The Poverty in Australia 2020 report is the latest in the Poverty in Australia series, part of the Poverty and Inequality Partnership between ACOSS and UNSW (Sydney). This is the sixth ACOSS report on poverty and the third joint report from the Poverty and Inequality Partnership. It updates earlier poverty reports.

This first part of Poverty in Australia 2020 shows the proportion of all people, and children, living in poverty in 2017-182 (the latest year for which household incomes data are available from the Australian Bureau of Statistics), together with the average gap between household incomes and the poverty for those living below it (the ‘depth’ of poverty). It also outlines trends in overall poverty levels from 1999 to 2017 and discusses the main drivers of changes in poverty including trends in overall household disposable incomes, social security payment rates, and housing costs.

Subsequent parts of the report will be released through 2020, dealing with:

  • Levels of poverty, and the profile of those in poverty in 2017, among different demographic groups and people with different sources of income; and
  • Trends in poverty among these groups.

This information contributes to a better understanding of the extent of poverty, the circumstances of financially vulnerable and disadvantaged people in Australia, and the main factors influencing poverty levels.

Key findings:

  • 3.24 million people in Australia (13.6% of the population) live below the poverty line. 774,000 children under the age of 15 (17.7% of all children in Australia) live below the poverty line.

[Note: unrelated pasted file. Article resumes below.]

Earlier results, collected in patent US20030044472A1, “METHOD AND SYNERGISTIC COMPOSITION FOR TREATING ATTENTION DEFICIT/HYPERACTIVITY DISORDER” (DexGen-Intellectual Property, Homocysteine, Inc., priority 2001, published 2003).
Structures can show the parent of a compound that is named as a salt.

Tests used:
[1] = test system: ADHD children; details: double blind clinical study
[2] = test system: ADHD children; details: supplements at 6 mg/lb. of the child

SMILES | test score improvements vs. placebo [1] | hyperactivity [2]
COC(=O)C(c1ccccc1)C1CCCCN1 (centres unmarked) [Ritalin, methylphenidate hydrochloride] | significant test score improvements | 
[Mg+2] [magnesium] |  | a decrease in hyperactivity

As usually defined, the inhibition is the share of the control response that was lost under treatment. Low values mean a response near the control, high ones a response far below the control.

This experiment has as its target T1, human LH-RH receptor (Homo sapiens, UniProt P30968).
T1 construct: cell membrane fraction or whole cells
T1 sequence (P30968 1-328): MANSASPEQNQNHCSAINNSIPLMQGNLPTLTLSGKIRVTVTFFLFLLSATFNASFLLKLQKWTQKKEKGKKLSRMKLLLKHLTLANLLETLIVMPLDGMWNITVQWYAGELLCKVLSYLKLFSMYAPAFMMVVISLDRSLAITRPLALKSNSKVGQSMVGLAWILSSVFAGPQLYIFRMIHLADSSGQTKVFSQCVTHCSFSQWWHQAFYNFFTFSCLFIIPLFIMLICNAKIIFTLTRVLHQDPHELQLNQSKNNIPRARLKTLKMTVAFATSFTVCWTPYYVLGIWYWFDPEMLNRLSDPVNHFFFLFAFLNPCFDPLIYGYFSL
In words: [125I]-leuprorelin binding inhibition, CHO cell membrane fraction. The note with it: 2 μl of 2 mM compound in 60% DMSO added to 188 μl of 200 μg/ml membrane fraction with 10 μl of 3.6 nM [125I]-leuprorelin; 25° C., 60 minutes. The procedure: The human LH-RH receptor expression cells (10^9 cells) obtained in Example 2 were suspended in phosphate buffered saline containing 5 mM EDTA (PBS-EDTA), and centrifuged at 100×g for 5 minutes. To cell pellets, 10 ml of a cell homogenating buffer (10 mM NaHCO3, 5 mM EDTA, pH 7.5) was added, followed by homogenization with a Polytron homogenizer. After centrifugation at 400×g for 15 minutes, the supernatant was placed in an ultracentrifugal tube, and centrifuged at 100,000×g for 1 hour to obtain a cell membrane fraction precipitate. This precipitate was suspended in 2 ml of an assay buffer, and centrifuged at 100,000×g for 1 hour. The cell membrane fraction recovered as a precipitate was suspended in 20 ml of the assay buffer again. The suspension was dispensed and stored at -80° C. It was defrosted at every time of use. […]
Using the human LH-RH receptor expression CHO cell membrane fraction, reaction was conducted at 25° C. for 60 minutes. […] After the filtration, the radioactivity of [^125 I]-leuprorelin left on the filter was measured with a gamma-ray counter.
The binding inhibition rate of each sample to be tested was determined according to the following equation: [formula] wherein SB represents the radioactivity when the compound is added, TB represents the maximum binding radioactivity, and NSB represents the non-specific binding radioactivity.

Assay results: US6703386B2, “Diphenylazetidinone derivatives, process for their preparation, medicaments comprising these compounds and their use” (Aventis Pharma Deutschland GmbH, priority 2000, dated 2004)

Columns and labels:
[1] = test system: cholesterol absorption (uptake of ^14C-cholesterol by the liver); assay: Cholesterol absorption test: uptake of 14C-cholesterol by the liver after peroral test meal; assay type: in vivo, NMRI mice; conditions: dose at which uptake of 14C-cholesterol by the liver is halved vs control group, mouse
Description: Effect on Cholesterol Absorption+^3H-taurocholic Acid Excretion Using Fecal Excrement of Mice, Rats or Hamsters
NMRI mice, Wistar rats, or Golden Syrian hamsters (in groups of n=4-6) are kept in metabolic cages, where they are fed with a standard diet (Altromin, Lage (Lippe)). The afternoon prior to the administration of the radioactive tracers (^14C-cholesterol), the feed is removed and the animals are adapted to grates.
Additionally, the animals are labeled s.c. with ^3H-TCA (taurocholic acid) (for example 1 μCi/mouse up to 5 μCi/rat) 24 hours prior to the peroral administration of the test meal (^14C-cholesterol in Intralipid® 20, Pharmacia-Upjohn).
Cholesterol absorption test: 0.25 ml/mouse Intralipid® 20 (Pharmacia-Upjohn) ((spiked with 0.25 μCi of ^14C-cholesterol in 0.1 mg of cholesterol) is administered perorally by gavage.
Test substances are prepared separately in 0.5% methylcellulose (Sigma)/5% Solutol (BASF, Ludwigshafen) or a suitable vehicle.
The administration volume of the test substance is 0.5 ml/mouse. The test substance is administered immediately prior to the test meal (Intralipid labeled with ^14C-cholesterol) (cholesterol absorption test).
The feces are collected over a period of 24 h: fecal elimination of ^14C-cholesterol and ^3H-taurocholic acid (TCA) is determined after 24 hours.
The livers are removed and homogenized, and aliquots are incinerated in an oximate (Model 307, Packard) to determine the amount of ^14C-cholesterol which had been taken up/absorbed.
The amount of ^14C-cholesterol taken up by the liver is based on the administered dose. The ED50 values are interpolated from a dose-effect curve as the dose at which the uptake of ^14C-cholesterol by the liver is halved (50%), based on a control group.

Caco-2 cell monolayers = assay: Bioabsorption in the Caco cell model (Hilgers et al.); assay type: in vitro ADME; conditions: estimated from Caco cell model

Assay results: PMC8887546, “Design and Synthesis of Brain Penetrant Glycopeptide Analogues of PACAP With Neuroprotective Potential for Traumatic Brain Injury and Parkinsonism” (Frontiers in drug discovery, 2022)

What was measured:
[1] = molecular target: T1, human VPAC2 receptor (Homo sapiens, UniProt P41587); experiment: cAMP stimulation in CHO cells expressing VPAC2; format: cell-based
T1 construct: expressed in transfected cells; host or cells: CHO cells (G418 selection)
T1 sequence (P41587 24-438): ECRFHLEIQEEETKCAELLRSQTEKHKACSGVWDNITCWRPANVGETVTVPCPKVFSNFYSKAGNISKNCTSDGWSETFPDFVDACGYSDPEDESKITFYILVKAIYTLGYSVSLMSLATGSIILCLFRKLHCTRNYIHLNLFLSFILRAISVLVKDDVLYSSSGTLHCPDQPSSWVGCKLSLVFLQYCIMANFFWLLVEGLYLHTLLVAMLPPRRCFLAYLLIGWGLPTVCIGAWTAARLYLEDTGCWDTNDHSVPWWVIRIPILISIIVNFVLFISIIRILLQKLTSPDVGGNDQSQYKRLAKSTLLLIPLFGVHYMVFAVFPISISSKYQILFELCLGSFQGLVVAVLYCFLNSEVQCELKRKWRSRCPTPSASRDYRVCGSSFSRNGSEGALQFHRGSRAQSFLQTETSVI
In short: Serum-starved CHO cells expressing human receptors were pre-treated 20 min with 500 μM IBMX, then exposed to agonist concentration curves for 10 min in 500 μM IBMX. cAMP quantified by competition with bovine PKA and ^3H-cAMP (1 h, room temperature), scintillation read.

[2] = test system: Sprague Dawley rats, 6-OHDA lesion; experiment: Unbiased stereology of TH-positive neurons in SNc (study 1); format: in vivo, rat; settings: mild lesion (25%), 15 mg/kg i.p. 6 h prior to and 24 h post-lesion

• More than one in eight adults and one in six children live below the poverty line in Australia.
  • The poverty rate in Australia is worse than in most other wealthy countries. It is worse than in New Zealand, Germany and Ireland, according to the latest figures from the OECD.
  • In Australia, the poverty line (measured as 50% of median income) is $457 per week for a single adult. The single rate of Youth Allowance (plus Rent Assistance and Energy Supplement) is $168 per week below the poverty line. The single rate of Newstart (plus Rent Assistance and Energy Supplement) is $117 per week below the poverty line. The single rate of the Age Pension (plus Pension and Energy Supplements) is closer to the poverty line, but still $10 per week below.
  • A survey of young people on Youth Allowance found 9 in 10 skip meals and 1 in 3 have withdrawn from their studies because of a lack of funds.
  • A survey of people on Newstart found more than 8 in 10 regularly skip meals and more than half have less than $15 a day left after housing costs.
  • Newstart, Youth Allowance and Rent Assistance have not increased in real terms in 25 years. ACOSS is calling for a $95 per week increase to Newstart and Youth Allowance; a $20 per week increase to Rent Assistance (as a first step) and for these payments to be regularly indexed to wages, as is the case for the Age Pension.
Related Information

Poverty in Australia 2020 - part 1: overview - supplement

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